We develop an input-output model of a warehouse system to assess operational efficiency. Our model simultaneously accounts for all of the critical resources (labor, space, storage and handling equipment) and the different workload requirements (broken case, full case and pallet picking, storage and order accumulation) of a warehouse. We collected extensive data on 57 warehouse and distribution facilities from a variety of industries, including auto parts, dental and office supplies, electronics, fine papers, hardware, health care, industrial packaging, mail order apparel, office machines, photographic supplies, and wholesale drugs, and used the model to assess and compare their efficiencies. We offer 3 conclusions based on a statistical analysis of the operating efficiencies obtained from several models: • Smaller warehouses tend to be more efficient than larger warehouses. • Warehouses using lower levels of automation tend to be more efficient. This association is more pronounced in small firms. • Unionization is not negatively associated with efficiency and in fact may actually contribute to higher efficiency.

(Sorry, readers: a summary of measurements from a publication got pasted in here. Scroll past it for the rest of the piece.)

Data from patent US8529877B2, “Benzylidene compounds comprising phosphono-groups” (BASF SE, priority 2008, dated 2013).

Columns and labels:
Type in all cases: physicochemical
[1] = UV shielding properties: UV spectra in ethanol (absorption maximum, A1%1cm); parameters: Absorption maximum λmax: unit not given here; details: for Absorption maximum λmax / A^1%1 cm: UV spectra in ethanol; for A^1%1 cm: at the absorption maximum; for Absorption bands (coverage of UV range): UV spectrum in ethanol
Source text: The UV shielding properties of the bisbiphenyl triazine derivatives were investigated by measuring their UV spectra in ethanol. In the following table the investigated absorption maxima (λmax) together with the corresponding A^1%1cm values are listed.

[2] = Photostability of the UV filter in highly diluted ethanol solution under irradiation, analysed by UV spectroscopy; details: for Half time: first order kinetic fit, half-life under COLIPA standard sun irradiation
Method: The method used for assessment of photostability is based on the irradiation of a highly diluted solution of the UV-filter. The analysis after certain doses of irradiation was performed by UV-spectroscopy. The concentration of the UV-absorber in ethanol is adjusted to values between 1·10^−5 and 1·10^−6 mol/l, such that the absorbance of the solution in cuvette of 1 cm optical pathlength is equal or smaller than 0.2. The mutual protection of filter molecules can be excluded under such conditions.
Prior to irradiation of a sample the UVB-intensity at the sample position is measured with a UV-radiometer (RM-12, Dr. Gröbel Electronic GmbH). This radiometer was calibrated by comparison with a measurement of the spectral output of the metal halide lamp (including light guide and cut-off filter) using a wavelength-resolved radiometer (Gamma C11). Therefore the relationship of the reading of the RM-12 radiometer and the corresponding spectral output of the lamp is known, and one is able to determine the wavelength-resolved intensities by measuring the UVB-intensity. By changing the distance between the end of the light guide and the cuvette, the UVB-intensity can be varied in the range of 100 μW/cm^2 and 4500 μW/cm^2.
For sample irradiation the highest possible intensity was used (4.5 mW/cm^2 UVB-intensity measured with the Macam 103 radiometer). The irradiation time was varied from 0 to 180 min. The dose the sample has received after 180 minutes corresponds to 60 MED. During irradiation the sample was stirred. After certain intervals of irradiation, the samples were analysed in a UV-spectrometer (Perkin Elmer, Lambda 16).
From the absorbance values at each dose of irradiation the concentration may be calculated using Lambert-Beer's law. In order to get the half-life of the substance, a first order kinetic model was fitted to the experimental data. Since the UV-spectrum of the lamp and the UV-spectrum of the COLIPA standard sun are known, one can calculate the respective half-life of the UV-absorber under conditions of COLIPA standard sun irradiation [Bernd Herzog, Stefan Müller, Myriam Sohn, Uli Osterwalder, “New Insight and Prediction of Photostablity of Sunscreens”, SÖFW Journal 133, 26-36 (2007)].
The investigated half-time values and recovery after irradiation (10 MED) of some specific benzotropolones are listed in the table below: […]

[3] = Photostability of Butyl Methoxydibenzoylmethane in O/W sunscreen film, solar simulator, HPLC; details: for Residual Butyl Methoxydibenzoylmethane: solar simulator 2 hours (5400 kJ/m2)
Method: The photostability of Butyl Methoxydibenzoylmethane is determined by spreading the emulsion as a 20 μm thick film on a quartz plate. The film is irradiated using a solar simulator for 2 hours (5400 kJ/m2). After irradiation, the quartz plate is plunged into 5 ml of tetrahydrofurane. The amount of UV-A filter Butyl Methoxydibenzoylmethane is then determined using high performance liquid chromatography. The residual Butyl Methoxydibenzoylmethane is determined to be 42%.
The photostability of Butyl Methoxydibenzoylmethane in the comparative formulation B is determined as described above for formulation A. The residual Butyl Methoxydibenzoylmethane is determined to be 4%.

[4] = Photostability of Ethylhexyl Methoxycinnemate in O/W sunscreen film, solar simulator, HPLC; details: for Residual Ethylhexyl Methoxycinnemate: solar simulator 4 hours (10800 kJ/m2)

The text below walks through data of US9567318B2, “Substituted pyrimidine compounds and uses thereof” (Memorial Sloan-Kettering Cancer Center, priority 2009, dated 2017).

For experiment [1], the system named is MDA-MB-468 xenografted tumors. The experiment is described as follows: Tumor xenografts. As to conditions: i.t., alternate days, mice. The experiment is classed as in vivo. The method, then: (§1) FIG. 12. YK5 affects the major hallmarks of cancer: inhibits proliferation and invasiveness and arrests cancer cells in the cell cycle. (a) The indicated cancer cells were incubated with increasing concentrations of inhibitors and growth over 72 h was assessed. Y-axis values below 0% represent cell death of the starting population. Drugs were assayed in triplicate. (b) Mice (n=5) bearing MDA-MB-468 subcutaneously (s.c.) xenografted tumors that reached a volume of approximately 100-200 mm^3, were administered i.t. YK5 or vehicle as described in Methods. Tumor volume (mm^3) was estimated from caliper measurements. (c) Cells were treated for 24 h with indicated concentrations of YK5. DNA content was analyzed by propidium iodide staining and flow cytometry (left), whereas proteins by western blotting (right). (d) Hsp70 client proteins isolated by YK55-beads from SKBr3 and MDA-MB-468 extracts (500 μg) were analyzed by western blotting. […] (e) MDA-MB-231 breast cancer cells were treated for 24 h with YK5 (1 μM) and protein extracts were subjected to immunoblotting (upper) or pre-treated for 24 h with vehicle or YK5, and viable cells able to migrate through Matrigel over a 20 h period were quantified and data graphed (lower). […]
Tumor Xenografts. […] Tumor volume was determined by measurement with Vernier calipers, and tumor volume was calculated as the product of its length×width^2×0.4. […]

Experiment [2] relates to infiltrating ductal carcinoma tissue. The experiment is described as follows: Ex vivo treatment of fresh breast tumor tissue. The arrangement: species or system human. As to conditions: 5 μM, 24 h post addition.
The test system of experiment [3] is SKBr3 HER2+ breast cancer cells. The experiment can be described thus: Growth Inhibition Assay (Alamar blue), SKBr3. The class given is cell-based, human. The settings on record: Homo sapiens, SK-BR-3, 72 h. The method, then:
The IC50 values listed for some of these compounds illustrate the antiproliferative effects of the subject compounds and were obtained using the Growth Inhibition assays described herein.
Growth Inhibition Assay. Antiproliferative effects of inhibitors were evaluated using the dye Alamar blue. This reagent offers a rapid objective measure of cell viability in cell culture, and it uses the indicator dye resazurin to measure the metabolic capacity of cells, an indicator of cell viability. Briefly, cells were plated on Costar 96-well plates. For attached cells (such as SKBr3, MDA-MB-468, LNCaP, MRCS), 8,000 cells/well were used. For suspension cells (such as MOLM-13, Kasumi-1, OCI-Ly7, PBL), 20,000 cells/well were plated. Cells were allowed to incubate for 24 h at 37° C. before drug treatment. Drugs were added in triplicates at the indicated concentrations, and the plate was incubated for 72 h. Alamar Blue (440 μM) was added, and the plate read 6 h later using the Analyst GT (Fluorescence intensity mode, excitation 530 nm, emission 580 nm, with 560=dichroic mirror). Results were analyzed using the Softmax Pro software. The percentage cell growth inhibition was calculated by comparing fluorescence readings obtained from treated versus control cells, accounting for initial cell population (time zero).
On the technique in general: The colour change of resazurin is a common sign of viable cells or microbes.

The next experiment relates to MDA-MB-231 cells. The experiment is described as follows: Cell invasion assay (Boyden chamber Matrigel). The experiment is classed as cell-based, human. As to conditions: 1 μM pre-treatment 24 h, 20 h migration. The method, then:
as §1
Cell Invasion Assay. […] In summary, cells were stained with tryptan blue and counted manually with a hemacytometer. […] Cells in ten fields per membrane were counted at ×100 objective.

All Science Journal Classification (ASJC) codes
- Business and International Management
- Social Sciences (miscellaneous)
- Economics and Econometrics